5. Hi thanks for reply, I did read up on SED and figured out that is what those commands were doing.

    I’m compiling on Windows with MSVC 2010 and the resulting makefiles do not have these flags, I decided they must be relevant to GCC/MINGW compilers only?

    These issue is I have around 32 unresolved externals from JSCore when compiling my QtWebKit based project and including all the headers (modified to suit new directory structure).
    If I link against JSCore.lib, I then get duplicate symbol errors.
    I couldn’t see any declarations on the relevant methods that were different from any other method.
    My C++ skills are pretty basic so I’ve hit my limit on what to try.

    I’ve posted on QTCentre and Qt-Project, and no-one has responded.

    Now I’m modifying QtWebKit to do what I need but that is far from ideal (I don’t mind sharing those changes so happy to use LGPL).

    Might have to pay a Qt consultancy for some answers…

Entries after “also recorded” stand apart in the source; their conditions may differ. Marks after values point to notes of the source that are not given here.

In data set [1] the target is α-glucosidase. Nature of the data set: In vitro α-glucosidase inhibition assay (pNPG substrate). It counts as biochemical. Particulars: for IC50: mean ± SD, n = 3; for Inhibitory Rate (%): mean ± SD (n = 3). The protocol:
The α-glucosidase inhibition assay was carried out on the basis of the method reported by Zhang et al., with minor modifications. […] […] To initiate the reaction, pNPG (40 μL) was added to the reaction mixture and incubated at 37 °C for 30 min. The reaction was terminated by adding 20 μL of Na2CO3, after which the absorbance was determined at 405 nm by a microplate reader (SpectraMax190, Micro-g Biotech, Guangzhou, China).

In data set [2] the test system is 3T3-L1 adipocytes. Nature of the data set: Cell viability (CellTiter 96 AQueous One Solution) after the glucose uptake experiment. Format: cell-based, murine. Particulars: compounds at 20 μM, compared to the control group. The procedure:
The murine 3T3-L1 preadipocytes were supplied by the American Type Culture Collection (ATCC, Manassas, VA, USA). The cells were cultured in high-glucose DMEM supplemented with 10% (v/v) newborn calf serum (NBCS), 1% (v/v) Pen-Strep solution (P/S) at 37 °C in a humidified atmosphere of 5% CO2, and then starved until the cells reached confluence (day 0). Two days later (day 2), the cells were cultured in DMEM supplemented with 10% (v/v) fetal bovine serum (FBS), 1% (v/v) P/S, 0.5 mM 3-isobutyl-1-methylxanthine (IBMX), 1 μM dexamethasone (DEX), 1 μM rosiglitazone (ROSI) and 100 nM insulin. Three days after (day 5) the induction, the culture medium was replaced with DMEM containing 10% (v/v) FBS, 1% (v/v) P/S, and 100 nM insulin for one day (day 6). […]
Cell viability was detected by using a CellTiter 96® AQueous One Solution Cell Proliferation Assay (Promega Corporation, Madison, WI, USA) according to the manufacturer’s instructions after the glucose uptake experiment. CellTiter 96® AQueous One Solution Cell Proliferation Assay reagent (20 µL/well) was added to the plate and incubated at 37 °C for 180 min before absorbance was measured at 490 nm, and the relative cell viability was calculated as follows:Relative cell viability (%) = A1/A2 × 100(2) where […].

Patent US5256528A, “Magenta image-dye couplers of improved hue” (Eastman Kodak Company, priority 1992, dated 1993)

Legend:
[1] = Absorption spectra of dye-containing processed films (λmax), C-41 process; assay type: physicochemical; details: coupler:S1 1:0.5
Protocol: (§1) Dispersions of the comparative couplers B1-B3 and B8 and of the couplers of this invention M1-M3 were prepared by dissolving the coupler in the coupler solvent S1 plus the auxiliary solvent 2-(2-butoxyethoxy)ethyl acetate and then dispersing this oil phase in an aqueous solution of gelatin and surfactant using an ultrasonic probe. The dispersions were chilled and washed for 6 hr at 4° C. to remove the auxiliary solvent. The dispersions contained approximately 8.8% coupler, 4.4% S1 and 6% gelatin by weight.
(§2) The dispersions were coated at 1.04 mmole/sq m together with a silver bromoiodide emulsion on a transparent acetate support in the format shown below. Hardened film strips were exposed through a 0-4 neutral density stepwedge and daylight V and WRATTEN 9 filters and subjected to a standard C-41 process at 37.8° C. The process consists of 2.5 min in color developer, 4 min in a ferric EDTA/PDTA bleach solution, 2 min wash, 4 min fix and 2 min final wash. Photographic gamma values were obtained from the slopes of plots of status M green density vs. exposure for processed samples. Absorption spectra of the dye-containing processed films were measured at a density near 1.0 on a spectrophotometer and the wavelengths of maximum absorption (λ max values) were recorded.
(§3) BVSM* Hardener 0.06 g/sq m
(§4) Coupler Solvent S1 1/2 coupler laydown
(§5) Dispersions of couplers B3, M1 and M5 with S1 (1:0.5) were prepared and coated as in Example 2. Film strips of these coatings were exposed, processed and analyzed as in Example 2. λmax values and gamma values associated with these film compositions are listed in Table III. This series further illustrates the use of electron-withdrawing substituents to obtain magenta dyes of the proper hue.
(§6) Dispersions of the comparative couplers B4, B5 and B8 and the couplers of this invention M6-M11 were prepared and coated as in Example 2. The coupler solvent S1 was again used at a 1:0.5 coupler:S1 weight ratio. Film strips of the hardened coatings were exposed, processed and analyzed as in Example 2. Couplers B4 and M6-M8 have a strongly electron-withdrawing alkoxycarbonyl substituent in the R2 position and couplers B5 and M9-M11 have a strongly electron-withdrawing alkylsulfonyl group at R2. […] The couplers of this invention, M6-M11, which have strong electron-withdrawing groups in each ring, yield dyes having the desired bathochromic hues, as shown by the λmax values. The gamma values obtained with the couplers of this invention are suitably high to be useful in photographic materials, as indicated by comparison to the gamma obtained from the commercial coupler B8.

• Tim, well, from what I read here it seems to be very complicated to export ALL symbols from the DLLs. I have no idea into what type of libraries QtWebKit compiles under MSVC but I guess it must be some dynamic lib in order to be LGPL compliant. You could try to compile with mingw gcc if possible, then you’d have the options described by me. According to the SO posts, it seems to be hard to export all those symbols via MSVC. But there seems to be the possibility to export at least some of them (the ones you would actually need) using the “module definition file”, see This is really all greek to me as I have no experience in Windows land. From your forum post it looks like you’re trying to achieve something really cool! But hacking WebKit is really something only few people care about. I can only wish you good luck!